• International managed & franchise strength was helped by the World Cup in Johannesburg, Shanghai expo and new openings
  • Plan to achieve earnings results by improving performance at existing hotels and growing their base of rooms
  • After the close of the quarter, they opened the Andaz on 5th Ave in NYC
  • Investing $60MM in a New Orleans asset in the form of preferred equity which will help redevelop the property
  • Exploring the sale of 11 properties / 4,500 rooms. Plan to keep them in the managed portfolio and sell them to owners who will invest in the assets. Expect the sale process to take several months.
  • Fees were partially higher by the increased number of rooms in the segment
  • Revenues from transient customers were (leisure and corporate) up 10% YoY, due to a 13% increase in rooms sold
  • Owned & Leased:
    • Results in NA were helped by the US Open (CA) & G20 summit in Toronto
    • Margin improvement was helped by productivity gains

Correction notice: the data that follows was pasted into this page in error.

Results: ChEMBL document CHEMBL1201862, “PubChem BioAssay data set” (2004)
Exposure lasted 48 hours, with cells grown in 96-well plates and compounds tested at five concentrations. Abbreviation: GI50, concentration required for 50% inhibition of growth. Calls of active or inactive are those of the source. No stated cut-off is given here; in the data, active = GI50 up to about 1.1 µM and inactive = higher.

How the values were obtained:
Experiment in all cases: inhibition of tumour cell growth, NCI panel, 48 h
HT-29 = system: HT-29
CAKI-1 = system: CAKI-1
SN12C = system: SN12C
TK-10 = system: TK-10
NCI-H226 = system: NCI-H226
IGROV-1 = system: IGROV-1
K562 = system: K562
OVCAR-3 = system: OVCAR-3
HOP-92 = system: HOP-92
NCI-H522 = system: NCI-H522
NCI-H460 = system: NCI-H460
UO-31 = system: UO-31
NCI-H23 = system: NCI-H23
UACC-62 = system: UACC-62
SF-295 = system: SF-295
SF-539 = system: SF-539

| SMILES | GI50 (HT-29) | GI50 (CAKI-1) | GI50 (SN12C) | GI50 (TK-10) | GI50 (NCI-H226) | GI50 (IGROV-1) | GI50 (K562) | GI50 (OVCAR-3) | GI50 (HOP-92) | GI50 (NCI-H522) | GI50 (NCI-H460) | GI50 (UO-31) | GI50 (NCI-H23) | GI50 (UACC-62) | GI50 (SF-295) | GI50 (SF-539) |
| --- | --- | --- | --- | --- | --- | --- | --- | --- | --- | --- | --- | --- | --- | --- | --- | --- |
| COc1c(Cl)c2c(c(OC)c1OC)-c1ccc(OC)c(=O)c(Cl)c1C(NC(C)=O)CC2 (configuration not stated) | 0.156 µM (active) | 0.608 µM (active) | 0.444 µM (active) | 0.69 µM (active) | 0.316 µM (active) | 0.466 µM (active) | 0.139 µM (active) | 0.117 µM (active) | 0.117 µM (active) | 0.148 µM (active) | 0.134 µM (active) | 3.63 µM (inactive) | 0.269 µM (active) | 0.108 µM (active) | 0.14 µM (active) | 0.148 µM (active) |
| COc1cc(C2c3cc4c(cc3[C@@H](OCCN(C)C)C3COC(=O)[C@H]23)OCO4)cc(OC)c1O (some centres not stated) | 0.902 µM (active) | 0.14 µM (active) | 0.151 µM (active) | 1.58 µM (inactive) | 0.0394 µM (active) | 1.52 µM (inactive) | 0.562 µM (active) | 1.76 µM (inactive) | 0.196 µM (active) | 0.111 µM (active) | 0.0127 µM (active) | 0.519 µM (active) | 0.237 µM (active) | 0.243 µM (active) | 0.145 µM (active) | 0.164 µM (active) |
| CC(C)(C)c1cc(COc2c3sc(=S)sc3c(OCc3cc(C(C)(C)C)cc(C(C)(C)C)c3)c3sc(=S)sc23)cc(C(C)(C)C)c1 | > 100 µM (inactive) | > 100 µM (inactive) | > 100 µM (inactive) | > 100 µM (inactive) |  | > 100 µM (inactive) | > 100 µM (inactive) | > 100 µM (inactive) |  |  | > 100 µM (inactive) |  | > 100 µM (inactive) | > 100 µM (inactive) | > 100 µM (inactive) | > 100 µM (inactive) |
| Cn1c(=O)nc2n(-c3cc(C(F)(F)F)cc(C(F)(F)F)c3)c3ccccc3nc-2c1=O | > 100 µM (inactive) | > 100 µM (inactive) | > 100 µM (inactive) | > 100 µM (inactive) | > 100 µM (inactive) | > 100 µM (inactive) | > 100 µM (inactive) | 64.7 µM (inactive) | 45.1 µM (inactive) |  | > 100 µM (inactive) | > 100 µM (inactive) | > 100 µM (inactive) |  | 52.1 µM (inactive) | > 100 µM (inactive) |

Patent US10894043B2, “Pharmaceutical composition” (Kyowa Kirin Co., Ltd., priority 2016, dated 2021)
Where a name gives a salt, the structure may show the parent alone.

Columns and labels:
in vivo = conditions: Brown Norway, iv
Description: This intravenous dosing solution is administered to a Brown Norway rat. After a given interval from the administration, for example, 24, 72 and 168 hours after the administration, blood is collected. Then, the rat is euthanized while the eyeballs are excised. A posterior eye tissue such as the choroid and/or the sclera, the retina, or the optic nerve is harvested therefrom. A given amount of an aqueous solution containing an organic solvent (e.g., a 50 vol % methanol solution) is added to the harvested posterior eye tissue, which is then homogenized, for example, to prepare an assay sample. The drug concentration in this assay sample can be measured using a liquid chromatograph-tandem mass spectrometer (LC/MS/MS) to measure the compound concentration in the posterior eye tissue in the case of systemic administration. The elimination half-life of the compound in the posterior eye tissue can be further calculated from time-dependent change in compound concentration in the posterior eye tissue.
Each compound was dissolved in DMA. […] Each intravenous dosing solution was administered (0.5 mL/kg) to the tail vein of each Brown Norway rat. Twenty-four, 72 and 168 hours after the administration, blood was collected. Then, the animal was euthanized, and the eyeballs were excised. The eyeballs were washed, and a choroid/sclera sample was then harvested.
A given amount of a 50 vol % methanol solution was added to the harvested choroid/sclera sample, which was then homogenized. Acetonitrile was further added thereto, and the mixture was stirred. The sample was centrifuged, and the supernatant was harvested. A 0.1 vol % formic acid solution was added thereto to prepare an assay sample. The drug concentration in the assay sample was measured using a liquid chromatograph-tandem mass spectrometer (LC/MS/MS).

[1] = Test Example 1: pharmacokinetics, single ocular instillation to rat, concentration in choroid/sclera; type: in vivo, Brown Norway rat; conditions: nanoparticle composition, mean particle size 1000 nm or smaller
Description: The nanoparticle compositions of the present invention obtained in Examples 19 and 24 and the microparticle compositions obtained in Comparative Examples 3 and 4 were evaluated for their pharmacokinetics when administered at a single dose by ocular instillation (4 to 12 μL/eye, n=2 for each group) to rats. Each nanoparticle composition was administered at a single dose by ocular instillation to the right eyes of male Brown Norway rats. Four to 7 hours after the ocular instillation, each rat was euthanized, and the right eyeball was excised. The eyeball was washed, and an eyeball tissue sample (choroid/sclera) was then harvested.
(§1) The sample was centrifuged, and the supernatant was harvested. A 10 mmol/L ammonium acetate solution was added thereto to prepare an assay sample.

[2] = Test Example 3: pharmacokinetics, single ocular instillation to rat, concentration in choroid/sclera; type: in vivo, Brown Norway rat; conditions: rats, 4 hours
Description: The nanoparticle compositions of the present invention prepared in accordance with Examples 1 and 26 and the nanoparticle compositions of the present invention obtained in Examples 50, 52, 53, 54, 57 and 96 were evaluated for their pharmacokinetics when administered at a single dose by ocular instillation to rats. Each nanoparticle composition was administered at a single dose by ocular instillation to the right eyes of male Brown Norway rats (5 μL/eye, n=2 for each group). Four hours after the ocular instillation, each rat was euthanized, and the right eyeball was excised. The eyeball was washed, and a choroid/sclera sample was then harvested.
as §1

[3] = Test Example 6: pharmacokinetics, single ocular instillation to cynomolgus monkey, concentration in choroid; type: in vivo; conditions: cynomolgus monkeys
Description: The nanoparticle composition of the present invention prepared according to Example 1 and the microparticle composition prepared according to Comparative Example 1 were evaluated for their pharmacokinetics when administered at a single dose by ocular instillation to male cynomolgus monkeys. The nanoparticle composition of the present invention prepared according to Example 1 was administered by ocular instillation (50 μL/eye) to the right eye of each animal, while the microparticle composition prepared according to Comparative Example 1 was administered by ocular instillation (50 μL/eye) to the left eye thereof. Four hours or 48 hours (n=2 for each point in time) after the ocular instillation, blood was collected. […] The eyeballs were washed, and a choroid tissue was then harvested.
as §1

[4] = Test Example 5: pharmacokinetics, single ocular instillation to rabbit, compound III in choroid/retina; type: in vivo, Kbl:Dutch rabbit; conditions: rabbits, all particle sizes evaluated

• Lower cancellation and attrition fees YoY impacted margins by 40bps
  • Full Service North American mgmt/franchised - 45% of hotels showed rate increases. In June, rates were positive overall.
    • Corporate hotels were up while resort were down on rate
    • Group bookings pace is now ahead (from June)
    • In the quarter, bookings were up 35% for future quarters
    • Group rates were down in the single digits this q, but are up 5% on forward bookings made in the quarter
  • Booking window hasn't changed, so they are operating with low visibility
  • Select Service hotels:
    • Occupancy gains were driven by initiatives to increase midweek corporate and transient business
  • International business mgm'd & franchise:
    • Europe and Asia were very strong
    • RevPAR in China increased 50%
    • 45% of their hotels showed rate increases in the Q (compared to 35% in the first quarter)
    • Europe & Africa were strong
  • Higher incentive comp and professional fees drove the SG&A increase


  • Still expect to open 25 hotels this year
  • Expect expenses to continue to increase (bonuses and wage increases). Will keep staff constant for the short term, aside from cleaning staff - which varies with occupancy. Flow-through will depend on what ADRs do